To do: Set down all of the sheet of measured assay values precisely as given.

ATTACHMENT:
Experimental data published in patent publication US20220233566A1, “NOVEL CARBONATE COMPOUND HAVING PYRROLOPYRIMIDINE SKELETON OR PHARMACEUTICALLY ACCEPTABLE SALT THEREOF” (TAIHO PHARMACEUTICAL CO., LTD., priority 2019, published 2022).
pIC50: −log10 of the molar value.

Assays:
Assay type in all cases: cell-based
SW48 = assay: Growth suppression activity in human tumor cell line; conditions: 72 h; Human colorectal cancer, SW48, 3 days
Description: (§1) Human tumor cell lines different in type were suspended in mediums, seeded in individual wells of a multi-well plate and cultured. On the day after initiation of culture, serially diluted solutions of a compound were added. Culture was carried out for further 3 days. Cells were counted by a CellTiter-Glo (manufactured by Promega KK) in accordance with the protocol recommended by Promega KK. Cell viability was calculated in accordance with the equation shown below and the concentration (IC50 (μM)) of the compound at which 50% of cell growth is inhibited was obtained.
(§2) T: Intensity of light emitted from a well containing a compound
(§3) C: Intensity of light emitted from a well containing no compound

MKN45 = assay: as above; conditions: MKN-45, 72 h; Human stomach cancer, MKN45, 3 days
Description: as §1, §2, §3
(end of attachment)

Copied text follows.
Experimental data published in patent publication US20220233566A1, “NOVEL CARBONATE COMPOUND HAVING PYRROLOPYRIMIDINE SKELETON OR PHARMACEUTICALLY ACCEPTABLE SALT THEREOF” (TAIHO PHARMACEUTICAL CO., LTD., priority 2019, published 2022).
pIC50: −log10 of the molar value.

Assays:
Assay type in all cases: cell-based
SW48 = assay: Growth suppression activity in human tumor cell line; conditions: 72 h; Human colorectal cancer, SW48, 3 days
Description: (§1) Human tumor cell lines different in type were suspended in mediums, seeded in individual wells of a multi-well plate and cultured. On the day after initiation of culture, serially diluted solutions of a compound were added. Culture was carried out for further 3 days. Cells were counted by a CellTiter-Glo (manufactured by Promega KK) in accordance with the protocol recommended by Promega KK. Cell viability was calculated in accordance with the equation shown below and the concentration (IC50 (μM)) of the compound at which 50% of cell growth is inhibited was obtained.
(§2) T: Intensity of light emitted from a well containing a compound
(§3) C: Intensity of light emitted from a well containing no compound

MKN45 = assay: as above; conditions: MKN-45, 72 h; Human stomach cancer, MKN45, 3 days
Description: as §1, §2, §3